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TARA HARDY FOR THE GLOBE AND MAIL

Facts & Arguments is a daily personal piece submitted by readers. Have a story to tell? See our guidelines at tgam.ca/essayguide.

My mother died, quietly, on one of the darkest, coldest nights of winter.

I got the news in the middle of the night, the shrill ring of the phone an announcement, as there could be no other reason for the call. I jumped from bed and ran to answer it, not because I was anxious to receive this message, but because the house was full; it was still Christmas holidays and all the "kids" were home. I hung up, and my house lay silent around me, its occupants sleeping. Should I wake them?

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Perhaps selfishly, I chose not to. There was nothing to be done, and waking them would mean the start of a new time, the time of her being gone. Somehow, it seemed I could still commune with her as long as no one else was about. It was a night to accept what had happened; a night to say goodbye.

Luckily for my siblings and me, there had already been ample time to start accepting what was to come. My mother had been in hospital almost four months, sharp as a tack as she'd always been, and though stuck there knowing full well that the end was near, she enjoyed satisfying talks with her children and grandchildren and delighted in visits from great-grandchildren, too. It was a rare situation, that we could have this lucid time with her.

And yet, during my vigil that cold, dark night, I waited for something. She was, right now, in that nether land, passing between one world and the next. Her travelling time, as I thought of it, would never come again. I waited, listening.

It's the silence I notice still. We can look at photos of my mother. I can visit her house, as she lived with my sister; I can touch her things. We don't talk about it very much, this hush that comes after, perhaps because it is so vast, so incomprehensible and yet, at the same time, so personal. A silence, and a rather grand one.

It's not that I don't remember her. She's vivid as sunshine. There is no chasing after her memory – she lives, fully present, watering her flowers, sitting outside with a cup of tea. She loved to clean – yes, clean – and revelled in putting on an old house-dress and polishing windows or scrubbing cupboards that didn't really need it or sweeping cobwebs from the ceiling. She liked the Blue Jays and figure skating and Big Bang Theory on TV. She sewed beautiful quilts she would never recognize as folk art; she liked nothing better than a boiled egg and a slice of toast for any meal. But where is her voice?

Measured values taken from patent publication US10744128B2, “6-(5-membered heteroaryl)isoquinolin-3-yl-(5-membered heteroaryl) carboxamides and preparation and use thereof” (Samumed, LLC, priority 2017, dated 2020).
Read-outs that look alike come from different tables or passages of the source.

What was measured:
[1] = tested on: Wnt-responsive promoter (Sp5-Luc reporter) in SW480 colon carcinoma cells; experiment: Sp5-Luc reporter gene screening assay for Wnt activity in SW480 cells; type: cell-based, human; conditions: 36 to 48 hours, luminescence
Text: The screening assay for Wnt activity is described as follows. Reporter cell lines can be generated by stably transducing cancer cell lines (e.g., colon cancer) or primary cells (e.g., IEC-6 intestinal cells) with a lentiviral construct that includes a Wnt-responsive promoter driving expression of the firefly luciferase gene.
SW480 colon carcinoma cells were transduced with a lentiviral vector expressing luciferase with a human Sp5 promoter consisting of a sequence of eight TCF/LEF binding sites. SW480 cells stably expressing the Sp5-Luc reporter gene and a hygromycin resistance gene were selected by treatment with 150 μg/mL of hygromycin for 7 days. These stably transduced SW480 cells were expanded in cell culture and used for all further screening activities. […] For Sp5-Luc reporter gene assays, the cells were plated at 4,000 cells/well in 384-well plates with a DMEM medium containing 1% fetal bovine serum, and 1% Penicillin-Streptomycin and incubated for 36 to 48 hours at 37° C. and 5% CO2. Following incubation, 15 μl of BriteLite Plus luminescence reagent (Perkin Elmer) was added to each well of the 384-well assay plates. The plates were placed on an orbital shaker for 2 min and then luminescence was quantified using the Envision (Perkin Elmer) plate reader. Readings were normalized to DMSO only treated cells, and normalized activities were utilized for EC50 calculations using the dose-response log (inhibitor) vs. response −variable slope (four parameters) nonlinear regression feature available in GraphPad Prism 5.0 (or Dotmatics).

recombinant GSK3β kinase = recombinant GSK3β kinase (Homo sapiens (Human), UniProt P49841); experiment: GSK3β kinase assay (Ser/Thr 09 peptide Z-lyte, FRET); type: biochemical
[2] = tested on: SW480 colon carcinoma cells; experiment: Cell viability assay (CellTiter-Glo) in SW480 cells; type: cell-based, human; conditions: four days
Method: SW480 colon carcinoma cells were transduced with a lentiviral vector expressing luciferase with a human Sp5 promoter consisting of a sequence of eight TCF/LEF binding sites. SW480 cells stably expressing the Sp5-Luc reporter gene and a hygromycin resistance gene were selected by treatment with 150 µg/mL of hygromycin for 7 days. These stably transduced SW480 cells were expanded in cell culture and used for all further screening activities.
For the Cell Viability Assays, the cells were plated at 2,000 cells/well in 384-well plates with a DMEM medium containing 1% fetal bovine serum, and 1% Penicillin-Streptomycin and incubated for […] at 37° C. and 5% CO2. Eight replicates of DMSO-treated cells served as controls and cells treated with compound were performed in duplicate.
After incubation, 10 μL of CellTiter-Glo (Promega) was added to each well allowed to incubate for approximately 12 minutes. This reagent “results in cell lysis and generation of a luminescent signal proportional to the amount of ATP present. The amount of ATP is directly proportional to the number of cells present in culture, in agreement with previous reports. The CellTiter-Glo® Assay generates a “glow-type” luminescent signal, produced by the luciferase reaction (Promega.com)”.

It was different when my father died. He'd been very ill and suffering with dementia, living in long-term care, seemingly walled off from us. I gathered the pieces of him and hoarded them against forgetting: his wheezy guffaw when he thought something was funny (all the time); his expressions (some colourful); the things he would yell out while watching hockey (equally colourful). I hear him still in my husband's love of telling stories, my son's laugh, the voices of sports commentators, the yodelling of loons, the eerie lilt of bagpipes. The sounds of him are everywhere.

My mother was not one for noise. In her quiet house, you could hear the furnace come on, hear the clock tick. Her quilt frame in a spotless bedroom at the top of the stairs spoke to hours spent contentedly alone. Beside her bed was not a radio but a Bible. She loved to hear the birds sing.

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But on that silent night, I strained to listen for her. Where in the infinite, achingly quiet universe, did she go?

And it wouldn't change. With every new life event, every passing day, that silence would grow. I felt it keenly that night, waiting for some message, some last whisper in the darkness.

That night was all I had left before the exclamations and laments, the questions and condolences; before the discordant music of mourning, the cacophony of planning, the ringing bell of getting on with things. The silence was my last chance. When the sun came up it would be gone. The noise of life would fill the peace.

And there is where I realized it. In the silence, I found her. Humble, never one to speak out or cause a fuss, she was there after all.

When I'm quiet I hear things I might not otherwise notice. The rustle of breeze that stirs the spruces bordering our yard. The faint buzz of a bee inside a tulip. When it's so quiet in the house that you can hear the cat snore, that's when I think of her. Sitting on the stoop with my tea, letting sunshine beat on me. To seek her out, I need only be quiet and still.

I watched the red dawn in silence. The long night was over; the day had begun. Soon my household would stir, the shower would drone, cups and plates would chime together as breakfast was made and eaten, and we'd call to each other down the hall as we ferreted through closets looking for funeral clothes. But now, right now, with the sun's rays just peeking over the frozen banks of snow, I heard the furnace breathe to life, heard the floorboards creak in their sleep. Silently, I said goodbye.

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J.E. Hewitt lives in Elora, Ont.

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